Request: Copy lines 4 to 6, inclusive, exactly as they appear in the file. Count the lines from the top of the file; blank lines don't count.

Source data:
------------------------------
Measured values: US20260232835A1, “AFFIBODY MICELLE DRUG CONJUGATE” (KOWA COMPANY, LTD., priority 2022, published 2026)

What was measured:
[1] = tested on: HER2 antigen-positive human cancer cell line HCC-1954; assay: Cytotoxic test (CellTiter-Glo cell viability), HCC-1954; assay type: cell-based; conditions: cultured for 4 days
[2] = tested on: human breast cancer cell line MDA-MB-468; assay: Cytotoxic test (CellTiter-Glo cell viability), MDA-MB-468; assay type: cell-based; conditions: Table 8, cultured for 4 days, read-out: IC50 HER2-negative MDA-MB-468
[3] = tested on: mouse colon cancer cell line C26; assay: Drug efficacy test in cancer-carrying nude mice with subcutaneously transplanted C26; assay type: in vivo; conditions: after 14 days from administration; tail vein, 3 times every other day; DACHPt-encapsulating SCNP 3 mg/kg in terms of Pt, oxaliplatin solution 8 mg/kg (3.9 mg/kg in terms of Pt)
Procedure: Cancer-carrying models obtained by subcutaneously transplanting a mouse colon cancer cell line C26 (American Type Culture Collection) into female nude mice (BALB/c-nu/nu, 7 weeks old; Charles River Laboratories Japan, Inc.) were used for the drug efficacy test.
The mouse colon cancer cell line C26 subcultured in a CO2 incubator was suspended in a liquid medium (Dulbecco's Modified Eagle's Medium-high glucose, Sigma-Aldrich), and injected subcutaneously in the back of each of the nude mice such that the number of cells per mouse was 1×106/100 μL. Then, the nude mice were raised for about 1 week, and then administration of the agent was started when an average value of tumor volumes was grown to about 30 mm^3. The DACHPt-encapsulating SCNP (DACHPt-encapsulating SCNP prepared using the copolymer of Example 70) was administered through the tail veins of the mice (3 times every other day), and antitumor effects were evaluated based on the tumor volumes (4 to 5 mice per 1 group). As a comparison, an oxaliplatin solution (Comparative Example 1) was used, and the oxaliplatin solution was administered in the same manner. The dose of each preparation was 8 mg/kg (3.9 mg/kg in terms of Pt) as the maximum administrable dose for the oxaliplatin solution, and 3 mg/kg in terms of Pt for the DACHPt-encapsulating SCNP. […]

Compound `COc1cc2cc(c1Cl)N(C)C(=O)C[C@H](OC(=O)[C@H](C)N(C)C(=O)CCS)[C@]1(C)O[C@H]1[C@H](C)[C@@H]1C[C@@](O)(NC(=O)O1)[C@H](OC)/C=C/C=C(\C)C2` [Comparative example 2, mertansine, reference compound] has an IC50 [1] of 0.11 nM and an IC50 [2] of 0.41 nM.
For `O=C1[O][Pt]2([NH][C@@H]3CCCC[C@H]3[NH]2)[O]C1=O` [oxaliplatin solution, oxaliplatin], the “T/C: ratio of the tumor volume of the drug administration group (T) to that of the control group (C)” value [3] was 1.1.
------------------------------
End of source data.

[2] = tested on: human breast cancer cell line MDA-MB-468; assay: Cytotoxic test (CellTiter-Glo cell viability), MDA-MB-468; assay type: cell-based; conditions: Table 8, cultured for 4 days, read-out: IC50 HER2-negative MDA-MB-468
[3] = tested on: mouse colon cancer cell line C26; assay: Drug efficacy test in cancer-carrying nude mice with subcutaneously transplanted C26; assay type: in vivo; conditions: after 14 days from administration; tail vein, 3 times every other day; DACHPt-encapsulating SCNP 3 mg/kg in terms of Pt, oxaliplatin solution 8 mg/kg (3.9 mg/kg in terms of Pt)
Procedure: Cancer-carrying models obtained by subcutaneously transplanting a mouse colon cancer cell line C26 (American Type Culture Collection) into female nude mice (BALB/c-nu/nu, 7 weeks old; Charles River Laboratories Japan, Inc.) were used for the drug efficacy test.